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» Christmas Decorating: Rustic

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Christmas is a time of excess. It’s a time of family fun and a house filled with people. We all enjoy adding little touches that make it special and ornate decorations to welcome our guests to our home. Everyone has their own style, and those styles seem to evolve don’t they, from one year to the next.

My own began as somewhat country style, and evolved as we changed homes and moved into a very large Victorian house, to old Victorian, and then again, to a rustic taste, as we moved from Pennsylvania to Nebraska, a pioneer state, and a newer state, whose history is somewhat different.

Today I tend toward a combination of several styles and they co-mingle quite nicely, as your can too.

There is a lovely new way to preview your tree available to you on the Better Homes and Gardens website, which lets you Decorate a tree virtually and preview your holiday tree. When you’ve decided what style decorating you want, it might be worth your time to visit Better Homes and Gardens and try out that feature.

Here are a few ideas in text and photo, for each of the decorating styles, to help you plan your own holiday decor, and make the most of your holiday home.

The Rustic Home: Rustic decorating, as most of us know, is the age old woodsy theme, that draws from our inherent pioneer spirit, the raw textures and earthy colors that appeal to the most basic parts of us, making us long, even if we live in the city, for the crisp frosty fall night and the scent of the soil and decaying leaves.
It is a style that can be at home anywhere, from California to Scotland, and mingle well with even more ornate decorating schemes.
Rustic incorporates natural items, such as birds, dried flowers, bark and grape vine. Berries, plants and perhaps an antique copper bowl, filled with greenery and artificial red berries. (We loved the idea and purchased an antique copper bowl online at Copper Gifts.com and the price was incredibly reasonable at just 7.00 USD.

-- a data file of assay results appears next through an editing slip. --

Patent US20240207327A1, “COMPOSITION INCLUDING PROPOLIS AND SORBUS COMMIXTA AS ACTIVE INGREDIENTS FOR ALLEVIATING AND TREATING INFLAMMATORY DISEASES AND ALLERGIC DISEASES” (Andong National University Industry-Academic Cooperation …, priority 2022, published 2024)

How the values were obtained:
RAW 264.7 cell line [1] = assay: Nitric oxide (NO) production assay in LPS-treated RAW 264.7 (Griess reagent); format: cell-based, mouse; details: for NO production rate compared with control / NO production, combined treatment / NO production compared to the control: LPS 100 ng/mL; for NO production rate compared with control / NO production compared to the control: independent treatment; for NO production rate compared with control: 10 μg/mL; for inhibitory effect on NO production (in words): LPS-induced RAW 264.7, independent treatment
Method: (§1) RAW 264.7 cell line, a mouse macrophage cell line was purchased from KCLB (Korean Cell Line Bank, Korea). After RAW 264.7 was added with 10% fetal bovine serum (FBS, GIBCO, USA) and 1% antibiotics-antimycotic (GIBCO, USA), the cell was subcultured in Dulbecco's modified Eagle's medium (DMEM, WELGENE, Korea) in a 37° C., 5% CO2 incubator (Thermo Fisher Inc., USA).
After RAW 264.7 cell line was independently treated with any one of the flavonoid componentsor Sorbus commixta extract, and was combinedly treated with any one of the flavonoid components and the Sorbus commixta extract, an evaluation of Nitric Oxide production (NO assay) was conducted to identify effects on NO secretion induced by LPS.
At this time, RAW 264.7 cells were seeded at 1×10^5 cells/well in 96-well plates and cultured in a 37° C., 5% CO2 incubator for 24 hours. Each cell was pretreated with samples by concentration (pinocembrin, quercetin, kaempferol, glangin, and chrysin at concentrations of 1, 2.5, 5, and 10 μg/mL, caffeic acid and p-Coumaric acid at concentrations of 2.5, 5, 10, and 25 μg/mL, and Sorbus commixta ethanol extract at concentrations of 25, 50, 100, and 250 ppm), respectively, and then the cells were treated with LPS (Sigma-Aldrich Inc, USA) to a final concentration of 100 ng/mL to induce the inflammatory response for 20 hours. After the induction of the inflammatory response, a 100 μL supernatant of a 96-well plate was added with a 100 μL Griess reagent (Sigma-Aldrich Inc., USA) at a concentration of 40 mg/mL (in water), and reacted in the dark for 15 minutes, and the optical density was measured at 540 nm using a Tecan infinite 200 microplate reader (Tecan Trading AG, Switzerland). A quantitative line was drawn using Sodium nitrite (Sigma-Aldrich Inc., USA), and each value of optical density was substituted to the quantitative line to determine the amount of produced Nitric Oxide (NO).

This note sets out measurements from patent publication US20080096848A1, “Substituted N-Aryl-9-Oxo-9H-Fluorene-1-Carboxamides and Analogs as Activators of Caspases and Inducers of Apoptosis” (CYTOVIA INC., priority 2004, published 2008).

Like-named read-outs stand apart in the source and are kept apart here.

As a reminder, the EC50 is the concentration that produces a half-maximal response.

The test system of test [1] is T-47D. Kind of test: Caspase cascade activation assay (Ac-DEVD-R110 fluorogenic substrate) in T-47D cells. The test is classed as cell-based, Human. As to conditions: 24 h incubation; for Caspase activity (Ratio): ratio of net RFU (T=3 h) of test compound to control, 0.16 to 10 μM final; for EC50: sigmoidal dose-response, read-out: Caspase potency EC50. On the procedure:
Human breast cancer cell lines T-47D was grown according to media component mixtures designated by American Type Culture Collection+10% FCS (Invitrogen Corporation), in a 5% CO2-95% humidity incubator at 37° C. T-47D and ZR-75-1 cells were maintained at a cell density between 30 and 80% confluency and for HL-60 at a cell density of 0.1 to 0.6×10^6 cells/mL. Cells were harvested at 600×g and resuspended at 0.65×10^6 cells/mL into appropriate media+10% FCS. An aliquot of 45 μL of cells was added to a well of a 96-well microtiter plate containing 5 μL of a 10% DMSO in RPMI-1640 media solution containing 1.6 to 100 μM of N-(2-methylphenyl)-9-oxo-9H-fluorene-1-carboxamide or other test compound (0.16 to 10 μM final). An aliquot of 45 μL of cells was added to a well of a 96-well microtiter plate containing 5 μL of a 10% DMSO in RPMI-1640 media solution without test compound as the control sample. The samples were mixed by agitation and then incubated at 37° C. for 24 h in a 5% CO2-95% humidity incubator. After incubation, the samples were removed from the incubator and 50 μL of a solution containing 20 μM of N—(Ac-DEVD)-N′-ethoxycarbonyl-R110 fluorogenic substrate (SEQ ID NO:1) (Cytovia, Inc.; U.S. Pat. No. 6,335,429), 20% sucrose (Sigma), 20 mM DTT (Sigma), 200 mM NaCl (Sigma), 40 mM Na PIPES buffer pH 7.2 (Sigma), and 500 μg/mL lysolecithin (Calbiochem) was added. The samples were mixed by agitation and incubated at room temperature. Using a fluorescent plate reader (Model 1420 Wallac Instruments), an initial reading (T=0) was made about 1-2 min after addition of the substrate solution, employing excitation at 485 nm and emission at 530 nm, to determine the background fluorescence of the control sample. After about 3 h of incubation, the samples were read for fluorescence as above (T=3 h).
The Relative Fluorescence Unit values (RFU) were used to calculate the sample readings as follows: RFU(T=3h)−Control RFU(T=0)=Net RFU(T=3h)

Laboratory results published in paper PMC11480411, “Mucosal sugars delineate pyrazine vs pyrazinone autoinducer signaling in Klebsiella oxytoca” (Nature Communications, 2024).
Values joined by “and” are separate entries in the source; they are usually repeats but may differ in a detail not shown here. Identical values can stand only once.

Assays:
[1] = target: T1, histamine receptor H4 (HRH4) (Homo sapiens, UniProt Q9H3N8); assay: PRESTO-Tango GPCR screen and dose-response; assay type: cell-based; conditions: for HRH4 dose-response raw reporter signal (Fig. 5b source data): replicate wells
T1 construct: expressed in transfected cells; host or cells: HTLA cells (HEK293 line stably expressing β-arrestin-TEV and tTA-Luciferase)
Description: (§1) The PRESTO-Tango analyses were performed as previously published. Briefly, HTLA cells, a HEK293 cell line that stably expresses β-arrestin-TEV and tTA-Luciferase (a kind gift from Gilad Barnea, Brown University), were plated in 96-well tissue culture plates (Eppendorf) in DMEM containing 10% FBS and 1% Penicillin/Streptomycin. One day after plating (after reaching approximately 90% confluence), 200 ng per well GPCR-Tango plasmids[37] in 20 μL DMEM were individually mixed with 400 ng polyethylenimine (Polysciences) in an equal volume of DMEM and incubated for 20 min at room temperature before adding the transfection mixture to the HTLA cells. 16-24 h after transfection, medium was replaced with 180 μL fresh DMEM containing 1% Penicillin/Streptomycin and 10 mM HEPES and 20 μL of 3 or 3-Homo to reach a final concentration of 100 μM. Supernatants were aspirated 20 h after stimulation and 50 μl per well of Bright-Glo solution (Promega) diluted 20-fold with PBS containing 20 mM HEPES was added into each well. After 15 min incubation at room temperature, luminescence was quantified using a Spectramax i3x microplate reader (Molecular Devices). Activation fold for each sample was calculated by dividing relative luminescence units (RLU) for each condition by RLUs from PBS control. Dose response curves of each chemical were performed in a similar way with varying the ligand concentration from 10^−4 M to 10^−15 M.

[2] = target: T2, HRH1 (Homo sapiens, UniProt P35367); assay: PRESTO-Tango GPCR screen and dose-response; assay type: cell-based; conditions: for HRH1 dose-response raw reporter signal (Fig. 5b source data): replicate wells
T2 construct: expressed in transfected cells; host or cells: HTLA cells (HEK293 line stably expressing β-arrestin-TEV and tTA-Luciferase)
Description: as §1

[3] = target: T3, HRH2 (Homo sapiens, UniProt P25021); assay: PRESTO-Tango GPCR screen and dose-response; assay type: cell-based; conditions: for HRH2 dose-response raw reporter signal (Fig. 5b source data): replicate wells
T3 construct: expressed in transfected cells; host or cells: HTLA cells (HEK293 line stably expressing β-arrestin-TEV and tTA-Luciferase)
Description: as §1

We then filled it with greenery and added a few small touches such as berries, bows and some cinnamon sticks to add texture and the warm scent of cinnamon to the centerpiece.

Rustic also incorporates a great many high textures, which if you like, can co-mingle with other textures or plains that may not feel like something that would work with it.

I’ve found that using satin or velvet pillows on a twig sofa offers a delightful sense of the unexpected and brightens the room, adding a bit of softness to what is traditionally a”harder” style.

In the same way, a tree that is decorated with grapevine ornaments and candy red apples, could benefit from a couple lace hearts filled with potpourri, or a red velvet ornament with some amazing bead-work on it.

Things like the bird here, or the grapevine wreath are textured elements of rustic decorating style, and are easily accomplished.

The bird is a simple design idea and while this one is feathered, it could just as easily be cut from felt and then stuffed with batting, and stitched around with a blanket stitch in black embroidery floss. You could make it very easily to be used either on the tree, or no a wreath, or for a grapevine centerpiece for your holiday table.

the little touches, extra things we do that are unexpected, add a bit of whimsy or quirky style are the things that get your holiday decor really noticed. A copper tea kettle filled with dried flowers or an old cowboy boot with a glass inside, holding pine boughs are both ideas that could fit into your rustic decorating theme.

Add a wooden peg to your wall or door and drop a wreath on the peg, or hang hand dipped candles on one of the pegs and tie a bow around them made of burlap or some type rustic materials.

A few other ideas you might try:

Wrap ground pine on your fencing posts and top with a bow of red plaid, or burlap.

Twist some leaves such as holly into a swag using florist wire and use them to green up the banister or mantel, and add a few artificial birds or dried oak leaves. Toss in some acorns that have been suspended from wires, Make your bows of the wide array of home spun fabrics that are out there for quilters.

Rustic decorating for the holidays can take such smaller strange paths as dropping a grapevine wreath over the post of your chair, or using a straw one for a centerpiece, fitted with candle-holders and greenery.

Milkweed pods, dried thistle, oak leaves you’ve dipped into paraffin to preserve them, as well as nearly any other aspect of the outside world. If you find it outside, use it, and in this type decorating, it will fit.


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